While the invention herein disclosed has been described by means of specific embodiments and applications thereof, numerous modifications and variations could be made thereto by those skilled in the art without departing from the scope of the invention set forth in the claims. For example, the methods discussed above are not limited to spinal cord stimulation systems and may be used with many kinds of stimulation systems such as, but not limited to, cochlear implants, cardiac stimulation systems, peripheral nerve stimulation systems, brain stimulation systems and microstimulators.

Claims (20)

What is claimed is:
1. A stimulation system, comprising:
an implantable stimulator configured for delivering electrical current to a spinal cord tissue in accordance with different electrode configurations; and
a user interface device, configured for, in response to a user actuation of a first control, instructing the implantable stimulator to incrementally transition the delivered electrical current through the different electrode configurations, and in response to a user actuation of a second control, instructing the implantable stimulator to adjust the speed at which the electrode configurations are applied.
2. The stimulation system of claim 1, wherein the user interface device is configured for, in response to the user actuation of the first control, instructing the implantable stimulator to incrementally transition the delivered electrical current through the different electrode configurations in a manner that causes stimulation of tissue to gradually move in a defined direction.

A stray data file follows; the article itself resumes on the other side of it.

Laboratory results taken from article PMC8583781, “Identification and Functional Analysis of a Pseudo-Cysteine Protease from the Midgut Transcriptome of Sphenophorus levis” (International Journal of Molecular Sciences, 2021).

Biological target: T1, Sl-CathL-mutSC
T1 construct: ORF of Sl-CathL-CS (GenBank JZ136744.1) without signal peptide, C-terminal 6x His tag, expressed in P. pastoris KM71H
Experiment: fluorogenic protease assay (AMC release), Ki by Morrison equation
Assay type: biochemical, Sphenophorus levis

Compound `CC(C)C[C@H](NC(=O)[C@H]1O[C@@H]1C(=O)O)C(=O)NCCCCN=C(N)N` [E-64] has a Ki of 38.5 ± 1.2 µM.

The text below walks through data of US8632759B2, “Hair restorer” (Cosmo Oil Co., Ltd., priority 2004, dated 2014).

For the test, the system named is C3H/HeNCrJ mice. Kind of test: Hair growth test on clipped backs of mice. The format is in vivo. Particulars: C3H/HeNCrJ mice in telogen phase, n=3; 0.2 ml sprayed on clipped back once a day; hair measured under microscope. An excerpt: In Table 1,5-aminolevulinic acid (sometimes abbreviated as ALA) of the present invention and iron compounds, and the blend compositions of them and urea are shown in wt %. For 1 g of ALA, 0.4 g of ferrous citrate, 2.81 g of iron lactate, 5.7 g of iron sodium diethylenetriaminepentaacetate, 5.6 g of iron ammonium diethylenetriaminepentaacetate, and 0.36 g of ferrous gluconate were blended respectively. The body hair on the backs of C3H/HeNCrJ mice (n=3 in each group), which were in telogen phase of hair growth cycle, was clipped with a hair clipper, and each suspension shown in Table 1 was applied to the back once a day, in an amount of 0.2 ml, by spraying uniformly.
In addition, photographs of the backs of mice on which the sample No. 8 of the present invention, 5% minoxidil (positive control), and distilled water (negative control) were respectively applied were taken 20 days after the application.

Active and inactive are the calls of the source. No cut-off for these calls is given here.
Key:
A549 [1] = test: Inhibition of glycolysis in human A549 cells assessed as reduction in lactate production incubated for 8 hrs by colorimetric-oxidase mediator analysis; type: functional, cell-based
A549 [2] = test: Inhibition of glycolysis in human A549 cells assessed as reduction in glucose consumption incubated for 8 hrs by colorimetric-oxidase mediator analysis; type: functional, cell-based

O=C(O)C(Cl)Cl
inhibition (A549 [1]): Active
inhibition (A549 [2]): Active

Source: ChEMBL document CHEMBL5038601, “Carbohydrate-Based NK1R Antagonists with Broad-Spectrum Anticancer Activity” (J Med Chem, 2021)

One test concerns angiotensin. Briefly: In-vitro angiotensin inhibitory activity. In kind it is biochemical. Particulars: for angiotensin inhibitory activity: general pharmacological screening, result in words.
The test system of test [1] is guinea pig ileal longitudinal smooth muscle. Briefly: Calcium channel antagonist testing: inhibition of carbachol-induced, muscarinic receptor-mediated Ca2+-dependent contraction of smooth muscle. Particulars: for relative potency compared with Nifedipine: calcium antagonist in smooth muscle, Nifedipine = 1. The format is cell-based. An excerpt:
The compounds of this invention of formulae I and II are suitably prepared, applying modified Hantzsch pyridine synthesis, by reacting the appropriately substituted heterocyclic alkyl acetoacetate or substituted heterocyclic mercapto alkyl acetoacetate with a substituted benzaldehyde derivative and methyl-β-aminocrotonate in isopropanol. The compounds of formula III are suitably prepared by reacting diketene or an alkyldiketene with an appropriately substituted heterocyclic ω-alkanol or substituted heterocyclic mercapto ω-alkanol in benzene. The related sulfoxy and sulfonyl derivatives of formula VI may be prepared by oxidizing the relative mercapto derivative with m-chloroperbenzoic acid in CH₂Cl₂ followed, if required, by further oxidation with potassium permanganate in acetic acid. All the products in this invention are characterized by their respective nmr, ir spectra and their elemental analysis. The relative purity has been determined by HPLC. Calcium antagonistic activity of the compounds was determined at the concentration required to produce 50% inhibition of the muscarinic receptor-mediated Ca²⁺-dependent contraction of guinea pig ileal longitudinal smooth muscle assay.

3. The stimulation system of claim 1, wherein the user interface device is further configured for programming at least one of the electrode configurations into the implantable stimulator.
4. The stimulation system of claim 1, wherein the user interface device is a touchscreen.
5. The stimulation system of claim 1, wherein the user interface device is a hand-held device.
6. The stimulation system of claim 1, wherein the implantable stimulator is an implantable pulse generator (IPG).